Dual Mechanism for the Emergence of Synchronization in Inhibitory Neural Networks

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Abstract

During cognitive tasks cortical microcircuits synchronize to bind stimuli into unified perception. The emergence of coherent rhythmic activity is thought to be inhibition-driven and stimulation-dependent. However, the exact mechanisms of synchronization remain unknown. Recent optogenetic experiments have identified two neuron sub-types as the likely inhibitory vectors of synchronization. Here, we show that \textcolor{blue}{local networks mimicking the soma-targeting properties observed in fast-spiking interneurons and the dendrite-projecting properties observed in somatostatin interneurons} synchronize through different mechanisms which may provide adaptive advantages by combining flexibility and robustness. We probed the synchronization phase diagrams of small all-to-all inhibitory networks \textit{in-silico} as a function of inhibition delay, neurotransmitter kinetics, timings and intensity of stimulation. Inhibition delay is found to induce coherent oscillations over a broader range of experimental conditions than high-frequency entrainment. Inhibition delay boosts network capacity (ln2)^{-N}-fold by stabilizing locally coherent oscillations. This work may inform novel therapeutic strategies for moderating pathological cortical oscillations.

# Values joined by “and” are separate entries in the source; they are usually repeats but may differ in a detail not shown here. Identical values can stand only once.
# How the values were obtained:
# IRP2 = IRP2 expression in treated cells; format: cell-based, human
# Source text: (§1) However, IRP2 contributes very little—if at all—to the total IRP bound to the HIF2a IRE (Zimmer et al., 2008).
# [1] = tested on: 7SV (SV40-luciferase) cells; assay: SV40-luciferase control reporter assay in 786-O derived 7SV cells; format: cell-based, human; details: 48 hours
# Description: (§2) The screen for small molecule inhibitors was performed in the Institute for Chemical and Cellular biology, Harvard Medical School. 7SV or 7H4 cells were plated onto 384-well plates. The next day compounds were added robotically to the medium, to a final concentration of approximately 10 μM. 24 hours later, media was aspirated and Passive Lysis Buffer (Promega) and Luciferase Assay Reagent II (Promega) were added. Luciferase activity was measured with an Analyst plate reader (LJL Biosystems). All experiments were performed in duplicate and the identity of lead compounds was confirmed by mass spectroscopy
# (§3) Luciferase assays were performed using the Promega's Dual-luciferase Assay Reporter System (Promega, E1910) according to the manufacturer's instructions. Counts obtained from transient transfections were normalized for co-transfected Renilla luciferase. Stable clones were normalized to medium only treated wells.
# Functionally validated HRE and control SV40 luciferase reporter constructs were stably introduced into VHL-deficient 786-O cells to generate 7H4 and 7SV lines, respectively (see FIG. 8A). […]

Original languageEnglish
Article number11431
Pages (from-to)1-9
Number of pages9
JournalScientific Reports
Volume8
Issue number1
Early online date30 Jul 2018
DOIs
Publication statusPublished - 1 Dec 2018

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